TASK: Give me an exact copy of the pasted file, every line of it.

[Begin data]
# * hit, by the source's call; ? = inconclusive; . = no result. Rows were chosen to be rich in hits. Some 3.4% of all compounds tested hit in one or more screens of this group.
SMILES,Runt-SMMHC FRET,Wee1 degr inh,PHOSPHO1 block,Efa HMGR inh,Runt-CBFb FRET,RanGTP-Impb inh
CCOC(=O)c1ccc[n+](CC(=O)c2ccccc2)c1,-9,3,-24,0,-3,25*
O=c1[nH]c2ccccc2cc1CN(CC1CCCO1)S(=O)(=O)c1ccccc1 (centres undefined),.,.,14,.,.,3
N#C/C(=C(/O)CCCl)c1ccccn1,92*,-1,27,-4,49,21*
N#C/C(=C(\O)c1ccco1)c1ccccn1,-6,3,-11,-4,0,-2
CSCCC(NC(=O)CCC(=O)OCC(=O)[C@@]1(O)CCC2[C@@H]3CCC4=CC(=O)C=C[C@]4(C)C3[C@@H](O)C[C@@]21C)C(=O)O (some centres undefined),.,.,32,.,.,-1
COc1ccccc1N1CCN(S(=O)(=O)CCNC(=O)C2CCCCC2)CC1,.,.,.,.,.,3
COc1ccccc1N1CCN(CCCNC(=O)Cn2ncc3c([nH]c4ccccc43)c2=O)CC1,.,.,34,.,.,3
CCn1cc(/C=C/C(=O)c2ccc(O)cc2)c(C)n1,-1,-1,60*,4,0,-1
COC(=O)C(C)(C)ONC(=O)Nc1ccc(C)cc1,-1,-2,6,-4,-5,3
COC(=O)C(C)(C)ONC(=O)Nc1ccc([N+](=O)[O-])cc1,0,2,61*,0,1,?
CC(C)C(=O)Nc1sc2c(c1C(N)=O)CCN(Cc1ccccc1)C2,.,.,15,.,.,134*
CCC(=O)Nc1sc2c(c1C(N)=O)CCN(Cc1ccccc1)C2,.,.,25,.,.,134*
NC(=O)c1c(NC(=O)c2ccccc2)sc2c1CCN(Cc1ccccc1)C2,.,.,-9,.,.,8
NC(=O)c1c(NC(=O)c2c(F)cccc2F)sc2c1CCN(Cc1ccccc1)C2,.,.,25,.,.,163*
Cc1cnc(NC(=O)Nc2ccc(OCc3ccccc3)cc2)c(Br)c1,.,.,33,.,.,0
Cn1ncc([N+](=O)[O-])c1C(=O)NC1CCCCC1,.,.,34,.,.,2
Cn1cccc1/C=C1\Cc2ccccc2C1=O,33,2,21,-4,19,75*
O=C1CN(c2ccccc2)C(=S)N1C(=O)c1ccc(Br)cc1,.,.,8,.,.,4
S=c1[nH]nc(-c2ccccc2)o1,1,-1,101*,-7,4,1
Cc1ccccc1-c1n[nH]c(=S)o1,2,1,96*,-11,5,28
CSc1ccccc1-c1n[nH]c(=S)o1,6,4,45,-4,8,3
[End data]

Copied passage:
# * hit, by the source's call; ? = inconclusive; . = no result. Rows were chosen to be rich in hits. Some 3.4% of all compounds tested hit in one or more screens of this group.
SMILES,Runt-SMMHC FRET,Wee1 degr inh,PHOSPHO1 block,Efa HMGR inh,Runt-CBFb FRET,RanGTP-Impb inh
CCOC(=O)c1ccc[n+](CC(=O)c2ccccc2)c1,-9,3,-24,0,-3,25*
O=c1[nH]c2ccccc2cc1CN(CC1CCCO1)S(=O)(=O)c1ccccc1 (centres undefined),.,.,14,.,.,3
N#C/C(=C(/O)CCCl)c1ccccn1,92*,-1,27,-4,49,21*
N#C/C(=C(\O)c1ccco1)c1ccccn1,-6,3,-11,-4,0,-2
CSCCC(NC(=O)CCC(=O)OCC(=O)[C@@]1(O)CCC2[C@@H]3CCC4=CC(=O)C=C[C@]4(C)C3[C@@H](O)C[C@@]21C)C(=O)O (some centres undefined),.,.,32,.,.,-1
COc1ccccc1N1CCN(S(=O)(=O)CCNC(=O)C2CCCCC2)CC1,.,.,.,.,.,3
COc1ccccc1N1CCN(CCCNC(=O)Cn2ncc3c([nH]c4ccccc43)c2=O)CC1,.,.,34,.,.,3
CCn1cc(/C=C/C(=O)c2ccc(O)cc2)c(C)n1,-1,-1,60*,4,0,-1
COC(=O)C(C)(C)ONC(=O)Nc1ccc(C)cc1,-1,-2,6,-4,-5,3
COC(=O)C(C)(C)ONC(=O)Nc1ccc([N+](=O)[O-])cc1,0,2,61*,0,1,?
CC(C)C(=O)Nc1sc2c(c1C(N)=O)CCN(Cc1ccccc1)C2,.,.,15,.,.,134*
CCC(=O)Nc1sc2c(c1C(N)=O)CCN(Cc1ccccc1)C2,.,.,25,.,.,134*
NC(=O)c1c(NC(=O)c2ccccc2)sc2c1CCN(Cc1ccccc1)C2,.,.,-9,.,.,8
NC(=O)c1c(NC(=O)c2c(F)cccc2F)sc2c1CCN(Cc1ccccc1)C2,.,.,25,.,.,163*
Cc1cnc(NC(=O)Nc2ccc(OCc3ccccc3)cc2)c(Br)c1,.,.,33,.,.,0
Cn1ncc([N+](=O)[O-])c1C(=O)NC1CCCCC1,.,.,34,.,.,2
Cn1cccc1/C=C1\Cc2ccccc2C1=O,33,2,21,-4,19,75*
O=C1CN(c2ccccc2)C(=S)N1C(=O)c1ccc(Br)cc1,.,.,8,.,.,4
S=c1[nH]nc(-c2ccccc2)o1,1,-1,101*,-7,4,1
Cc1ccccc1-c1n[nH]c(=S)o1,2,1,96*,-11,5,28
CSc1ccccc1-c1n[nH]c(=S)o1,6,4,45,-4,8,3